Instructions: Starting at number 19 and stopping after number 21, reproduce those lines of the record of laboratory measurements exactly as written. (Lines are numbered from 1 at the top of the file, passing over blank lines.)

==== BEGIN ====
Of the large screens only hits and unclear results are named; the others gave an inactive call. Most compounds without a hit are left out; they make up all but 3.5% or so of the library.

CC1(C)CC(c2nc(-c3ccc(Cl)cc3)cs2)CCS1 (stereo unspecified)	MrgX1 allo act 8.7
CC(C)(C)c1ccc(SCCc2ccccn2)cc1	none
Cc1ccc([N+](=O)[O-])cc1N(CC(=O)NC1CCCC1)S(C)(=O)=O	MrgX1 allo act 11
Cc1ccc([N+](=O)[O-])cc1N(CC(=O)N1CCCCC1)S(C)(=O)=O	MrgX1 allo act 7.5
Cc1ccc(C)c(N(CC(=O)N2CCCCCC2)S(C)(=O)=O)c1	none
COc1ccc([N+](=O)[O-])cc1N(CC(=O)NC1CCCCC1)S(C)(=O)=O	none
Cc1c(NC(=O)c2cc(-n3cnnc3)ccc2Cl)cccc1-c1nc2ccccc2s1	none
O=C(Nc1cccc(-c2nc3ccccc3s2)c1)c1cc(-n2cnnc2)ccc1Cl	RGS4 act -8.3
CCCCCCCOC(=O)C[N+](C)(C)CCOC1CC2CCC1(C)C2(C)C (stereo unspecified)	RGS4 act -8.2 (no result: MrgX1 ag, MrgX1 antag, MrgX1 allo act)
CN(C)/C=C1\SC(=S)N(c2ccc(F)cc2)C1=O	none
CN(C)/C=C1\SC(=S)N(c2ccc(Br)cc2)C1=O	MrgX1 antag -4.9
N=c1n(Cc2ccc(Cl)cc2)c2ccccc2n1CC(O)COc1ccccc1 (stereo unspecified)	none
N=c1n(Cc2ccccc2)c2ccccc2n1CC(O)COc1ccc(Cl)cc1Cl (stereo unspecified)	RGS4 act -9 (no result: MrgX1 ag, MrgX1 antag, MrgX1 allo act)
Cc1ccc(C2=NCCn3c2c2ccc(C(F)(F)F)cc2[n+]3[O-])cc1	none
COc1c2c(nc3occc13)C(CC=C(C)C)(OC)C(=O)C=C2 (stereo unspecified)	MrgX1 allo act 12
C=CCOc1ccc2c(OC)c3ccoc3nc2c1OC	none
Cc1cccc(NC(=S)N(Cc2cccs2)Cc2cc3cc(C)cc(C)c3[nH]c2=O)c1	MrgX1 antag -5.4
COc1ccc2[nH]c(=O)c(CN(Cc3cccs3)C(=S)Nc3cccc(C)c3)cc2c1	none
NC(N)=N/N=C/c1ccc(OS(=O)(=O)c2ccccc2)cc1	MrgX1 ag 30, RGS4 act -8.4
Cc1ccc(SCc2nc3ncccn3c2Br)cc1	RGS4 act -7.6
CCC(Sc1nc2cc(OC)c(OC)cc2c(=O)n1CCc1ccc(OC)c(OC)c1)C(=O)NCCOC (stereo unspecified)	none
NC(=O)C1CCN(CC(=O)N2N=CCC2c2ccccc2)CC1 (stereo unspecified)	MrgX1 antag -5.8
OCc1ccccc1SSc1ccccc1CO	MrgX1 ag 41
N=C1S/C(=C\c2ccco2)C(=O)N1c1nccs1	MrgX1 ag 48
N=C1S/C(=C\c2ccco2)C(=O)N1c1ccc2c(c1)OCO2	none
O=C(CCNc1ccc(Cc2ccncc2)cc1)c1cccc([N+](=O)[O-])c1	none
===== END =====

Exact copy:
COc1ccc2[nH]c(=O)c(CN(Cc3cccs3)C(=S)Nc3cccc(C)c3)cc2c1	none
NC(N)=N/N=C/c1ccc(OS(=O)(=O)c2ccccc2)cc1	MrgX1 ag 30, RGS4 act -8.4
Cc1ccc(SCc2nc3ncccn3c2Br)cc1	RGS4 act -7.6